13. Alex and GetItRight are exactly right . How do I know , cause I’m an energy healer and I absolutely don’t advocate what doesn’t work . The method I use can be read about and demo’s watched at http://www.YuenMethod.com and what you see is not staged it’s for real . Kam Yuen’s method is the most advanced system of energy healing I know of . There is always room for it’s practitioners to innovate. Whenever anyone told Kam how they proceeded with a health issue he would always say ” That’s one approach .”” By the way, one of Kam’s side jobs is working on baseball players on the LA Dodgers. Major League baseball teams don’t waste time or money on what can’t be demonstrated to get positive results.
    The world needs more energy healers . A child can learn it easier than an adult because a child has fewer blocking preconceptions to overcome than an adult . Bottom line ” The Proof Is In The Pudding” ” What you try either works or it doesn’t . In energy healing if an approach doesn’t work no harm is done. Then you can try again until you succeed. You get better as you practice. Learn it for yourself and work on yourself and/or others if they ask.

  14. “working as medical director of a psychiatric hospital, addiction programs”

    I noticed from working in and going through an addiction program that most young addicts were psych med kids.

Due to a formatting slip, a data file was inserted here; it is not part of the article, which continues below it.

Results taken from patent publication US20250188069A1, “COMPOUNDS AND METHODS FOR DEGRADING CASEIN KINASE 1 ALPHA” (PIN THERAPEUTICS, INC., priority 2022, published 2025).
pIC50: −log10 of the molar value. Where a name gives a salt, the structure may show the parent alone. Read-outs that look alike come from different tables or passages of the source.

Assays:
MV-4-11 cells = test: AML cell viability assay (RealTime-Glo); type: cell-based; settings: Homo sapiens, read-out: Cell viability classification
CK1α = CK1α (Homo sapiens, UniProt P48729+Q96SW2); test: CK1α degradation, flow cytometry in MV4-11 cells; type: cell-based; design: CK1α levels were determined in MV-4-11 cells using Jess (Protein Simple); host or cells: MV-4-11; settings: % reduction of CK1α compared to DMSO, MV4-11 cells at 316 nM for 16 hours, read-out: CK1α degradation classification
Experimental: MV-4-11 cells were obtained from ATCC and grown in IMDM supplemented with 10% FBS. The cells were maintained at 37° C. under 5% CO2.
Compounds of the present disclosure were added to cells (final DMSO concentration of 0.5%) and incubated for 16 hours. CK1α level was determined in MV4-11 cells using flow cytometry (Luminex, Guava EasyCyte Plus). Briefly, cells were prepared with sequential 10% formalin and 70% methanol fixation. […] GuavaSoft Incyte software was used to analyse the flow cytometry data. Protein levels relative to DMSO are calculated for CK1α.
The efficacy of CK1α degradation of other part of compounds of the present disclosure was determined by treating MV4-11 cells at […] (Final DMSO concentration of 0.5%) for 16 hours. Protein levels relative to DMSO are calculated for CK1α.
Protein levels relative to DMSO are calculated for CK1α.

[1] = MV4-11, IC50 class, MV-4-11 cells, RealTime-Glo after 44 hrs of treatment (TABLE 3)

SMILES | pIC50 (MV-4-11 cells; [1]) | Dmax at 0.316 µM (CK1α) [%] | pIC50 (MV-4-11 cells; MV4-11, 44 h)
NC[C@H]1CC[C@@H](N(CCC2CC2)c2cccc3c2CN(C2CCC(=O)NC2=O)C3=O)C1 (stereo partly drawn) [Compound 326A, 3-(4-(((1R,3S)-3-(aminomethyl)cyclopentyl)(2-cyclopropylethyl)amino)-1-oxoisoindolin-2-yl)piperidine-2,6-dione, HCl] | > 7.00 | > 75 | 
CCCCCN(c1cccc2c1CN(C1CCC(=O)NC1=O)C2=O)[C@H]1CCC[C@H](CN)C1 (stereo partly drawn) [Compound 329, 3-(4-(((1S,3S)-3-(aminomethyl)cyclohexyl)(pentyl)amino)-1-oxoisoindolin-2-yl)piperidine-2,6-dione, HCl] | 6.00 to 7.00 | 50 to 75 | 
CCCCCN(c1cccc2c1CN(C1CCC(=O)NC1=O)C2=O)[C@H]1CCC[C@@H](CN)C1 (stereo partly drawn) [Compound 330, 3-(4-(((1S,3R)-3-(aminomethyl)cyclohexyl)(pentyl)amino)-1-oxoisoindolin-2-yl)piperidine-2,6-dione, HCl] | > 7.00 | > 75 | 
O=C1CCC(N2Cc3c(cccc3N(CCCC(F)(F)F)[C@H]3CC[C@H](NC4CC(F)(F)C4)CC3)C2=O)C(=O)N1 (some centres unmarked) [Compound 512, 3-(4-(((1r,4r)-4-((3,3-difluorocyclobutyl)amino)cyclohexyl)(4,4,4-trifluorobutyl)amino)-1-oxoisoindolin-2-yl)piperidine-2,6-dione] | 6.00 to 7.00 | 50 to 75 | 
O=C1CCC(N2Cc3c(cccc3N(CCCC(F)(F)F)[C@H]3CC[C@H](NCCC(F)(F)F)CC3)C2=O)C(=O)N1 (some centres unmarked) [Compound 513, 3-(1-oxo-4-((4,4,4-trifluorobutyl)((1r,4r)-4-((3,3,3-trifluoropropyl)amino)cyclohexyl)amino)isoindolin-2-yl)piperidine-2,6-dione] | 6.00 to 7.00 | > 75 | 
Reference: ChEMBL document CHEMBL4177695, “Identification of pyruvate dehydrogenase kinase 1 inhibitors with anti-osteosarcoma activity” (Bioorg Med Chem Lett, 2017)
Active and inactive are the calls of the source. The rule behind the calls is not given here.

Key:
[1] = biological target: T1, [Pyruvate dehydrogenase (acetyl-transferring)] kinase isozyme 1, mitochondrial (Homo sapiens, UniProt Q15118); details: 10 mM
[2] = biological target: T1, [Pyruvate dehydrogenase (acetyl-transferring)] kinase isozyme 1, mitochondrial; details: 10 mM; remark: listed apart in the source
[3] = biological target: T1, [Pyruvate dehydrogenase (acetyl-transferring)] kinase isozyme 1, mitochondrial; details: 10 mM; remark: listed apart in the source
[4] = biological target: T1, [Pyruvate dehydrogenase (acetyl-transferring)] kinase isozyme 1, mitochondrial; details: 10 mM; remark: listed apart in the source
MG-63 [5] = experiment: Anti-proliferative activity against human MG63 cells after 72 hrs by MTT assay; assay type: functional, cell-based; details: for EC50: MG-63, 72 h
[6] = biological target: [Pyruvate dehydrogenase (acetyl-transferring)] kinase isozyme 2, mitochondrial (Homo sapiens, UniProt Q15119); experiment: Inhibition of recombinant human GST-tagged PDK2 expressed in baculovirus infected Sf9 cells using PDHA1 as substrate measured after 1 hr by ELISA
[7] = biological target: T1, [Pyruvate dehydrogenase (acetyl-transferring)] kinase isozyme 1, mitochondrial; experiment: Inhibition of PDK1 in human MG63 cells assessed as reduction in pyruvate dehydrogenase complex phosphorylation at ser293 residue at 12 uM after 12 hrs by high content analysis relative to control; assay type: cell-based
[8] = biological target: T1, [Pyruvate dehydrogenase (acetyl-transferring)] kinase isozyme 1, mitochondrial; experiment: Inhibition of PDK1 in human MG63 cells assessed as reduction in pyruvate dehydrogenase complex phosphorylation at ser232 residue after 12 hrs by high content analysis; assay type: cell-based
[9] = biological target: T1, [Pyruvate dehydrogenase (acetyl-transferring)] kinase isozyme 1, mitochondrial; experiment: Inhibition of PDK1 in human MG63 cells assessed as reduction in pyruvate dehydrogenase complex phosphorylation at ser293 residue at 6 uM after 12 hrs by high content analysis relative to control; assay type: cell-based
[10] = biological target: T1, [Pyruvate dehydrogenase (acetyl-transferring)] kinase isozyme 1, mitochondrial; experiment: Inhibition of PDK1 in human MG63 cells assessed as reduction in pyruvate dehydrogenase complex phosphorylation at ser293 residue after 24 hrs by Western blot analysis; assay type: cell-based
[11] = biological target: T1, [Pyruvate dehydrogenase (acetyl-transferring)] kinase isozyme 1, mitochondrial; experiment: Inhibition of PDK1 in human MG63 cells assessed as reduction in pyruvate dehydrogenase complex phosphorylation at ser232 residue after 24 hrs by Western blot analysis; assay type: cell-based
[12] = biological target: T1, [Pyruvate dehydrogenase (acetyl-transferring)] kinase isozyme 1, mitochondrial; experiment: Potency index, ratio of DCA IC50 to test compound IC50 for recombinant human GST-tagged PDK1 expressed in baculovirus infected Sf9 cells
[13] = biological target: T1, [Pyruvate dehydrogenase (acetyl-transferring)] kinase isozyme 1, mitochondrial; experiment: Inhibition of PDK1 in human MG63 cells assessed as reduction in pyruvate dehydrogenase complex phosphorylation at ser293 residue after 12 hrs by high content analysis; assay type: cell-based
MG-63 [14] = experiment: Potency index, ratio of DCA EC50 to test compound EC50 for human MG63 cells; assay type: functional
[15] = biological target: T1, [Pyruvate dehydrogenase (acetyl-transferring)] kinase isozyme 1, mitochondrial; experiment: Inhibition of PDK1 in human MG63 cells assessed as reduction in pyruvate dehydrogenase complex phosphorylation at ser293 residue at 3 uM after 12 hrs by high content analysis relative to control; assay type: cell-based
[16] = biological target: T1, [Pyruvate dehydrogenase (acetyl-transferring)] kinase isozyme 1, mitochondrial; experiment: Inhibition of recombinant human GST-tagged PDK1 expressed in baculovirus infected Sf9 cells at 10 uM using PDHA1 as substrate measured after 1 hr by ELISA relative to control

Is it any surprise that when you start getting a third grader high on Ritalin or Adderal or that “Vyvance” every day many continue with daily getting high on other stuff as adults ?

    Opiates are great for the stimulant crash, especially with that Vyvance with that extended cant eat jittery hours long crash part they call “effective for 12 hours “.

    They will tell you risk is linked to the disorder, not to the treatment.

    Ya right, take those ADHD stimulants for a wile and tell me a drink or a pain pill doesn’t work great on the side effects and crash.

    The side effects and crash cause a craving for alcohol or opiates after daily use of stimulants created the get high daily pattern.

    Meanwhile they call marijuana a gateway drug all the time.

    No one is tracking the percentage of substance abuse inpatients who were psych med kids. I have and the link is there.